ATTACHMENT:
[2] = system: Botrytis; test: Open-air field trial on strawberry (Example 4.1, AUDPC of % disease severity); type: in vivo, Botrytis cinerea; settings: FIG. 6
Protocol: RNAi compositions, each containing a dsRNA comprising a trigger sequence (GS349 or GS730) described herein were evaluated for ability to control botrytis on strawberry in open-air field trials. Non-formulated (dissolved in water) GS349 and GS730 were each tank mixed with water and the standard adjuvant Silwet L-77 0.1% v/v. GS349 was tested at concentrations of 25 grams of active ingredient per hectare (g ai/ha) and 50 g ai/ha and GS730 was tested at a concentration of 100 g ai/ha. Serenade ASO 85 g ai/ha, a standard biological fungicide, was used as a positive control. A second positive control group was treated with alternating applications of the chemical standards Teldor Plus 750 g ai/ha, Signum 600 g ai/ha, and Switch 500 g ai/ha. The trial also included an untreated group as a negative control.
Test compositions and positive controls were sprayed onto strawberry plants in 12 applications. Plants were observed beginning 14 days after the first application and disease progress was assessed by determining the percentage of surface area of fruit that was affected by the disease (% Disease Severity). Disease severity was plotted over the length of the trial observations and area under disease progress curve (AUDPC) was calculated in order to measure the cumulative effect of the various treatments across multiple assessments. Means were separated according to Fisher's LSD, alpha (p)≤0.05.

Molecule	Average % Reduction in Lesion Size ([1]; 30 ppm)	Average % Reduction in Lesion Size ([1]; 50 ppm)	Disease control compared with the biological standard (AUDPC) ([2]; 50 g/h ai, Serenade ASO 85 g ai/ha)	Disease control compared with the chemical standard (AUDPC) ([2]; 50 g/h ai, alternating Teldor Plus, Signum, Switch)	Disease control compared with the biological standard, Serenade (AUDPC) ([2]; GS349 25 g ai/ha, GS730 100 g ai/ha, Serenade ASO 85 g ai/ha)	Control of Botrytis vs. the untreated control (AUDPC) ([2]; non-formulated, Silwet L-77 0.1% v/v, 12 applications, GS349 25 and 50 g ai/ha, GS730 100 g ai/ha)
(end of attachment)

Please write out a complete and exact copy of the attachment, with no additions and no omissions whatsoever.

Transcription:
[2] = system: Botrytis; test: Open-air field trial on strawberry (Example 4.1, AUDPC of % disease severity); type: in vivo, Botrytis cinerea; settings: FIG. 6
Protocol: RNAi compositions, each containing a dsRNA comprising a trigger sequence (GS349 or GS730) described herein were evaluated for ability to control botrytis on strawberry in open-air field trials. Non-formulated (dissolved in water) GS349 and GS730 were each tank mixed with water and the standard adjuvant Silwet L-77 0.1% v/v. GS349 was tested at concentrations of 25 grams of active ingredient per hectare (g ai/ha) and 50 g ai/ha and GS730 was tested at a concentration of 100 g ai/ha. Serenade ASO 85 g ai/ha, a standard biological fungicide, was used as a positive control. A second positive control group was treated with alternating applications of the chemical standards Teldor Plus 750 g ai/ha, Signum 600 g ai/ha, and Switch 500 g ai/ha. The trial also included an untreated group as a negative control.
Test compositions and positive controls were sprayed onto strawberry plants in 12 applications. Plants were observed beginning 14 days after the first application and disease progress was assessed by determining the percentage of surface area of fruit that was affected by the disease (% Disease Severity). Disease severity was plotted over the length of the trial observations and area under disease progress curve (AUDPC) was calculated in order to measure the cumulative effect of the various treatments across multiple assessments. Means were separated according to Fisher's LSD, alpha (p)≤0.05.

Molecule	Average % Reduction in Lesion Size ([1]; 30 ppm)	Average % Reduction in Lesion Size ([1]; 50 ppm)	Disease control compared with the biological standard (AUDPC) ([2]; 50 g/h ai, Serenade ASO 85 g ai/ha)	Disease control compared with the chemical standard (AUDPC) ([2]; 50 g/h ai, alternating Teldor Plus, Signum, Switch)	Disease control compared with the biological standard, Serenade (AUDPC) ([2]; GS349 25 g ai/ha, GS730 100 g ai/ha, Serenade ASO 85 g ai/ha)	Control of Botrytis vs. the untreated control (AUDPC) ([2]; non-formulated, Silwet L-77 0.1% v/v, 12 applications, GS349 25 and 50 g ai/ha, GS730 100 g ai/ha)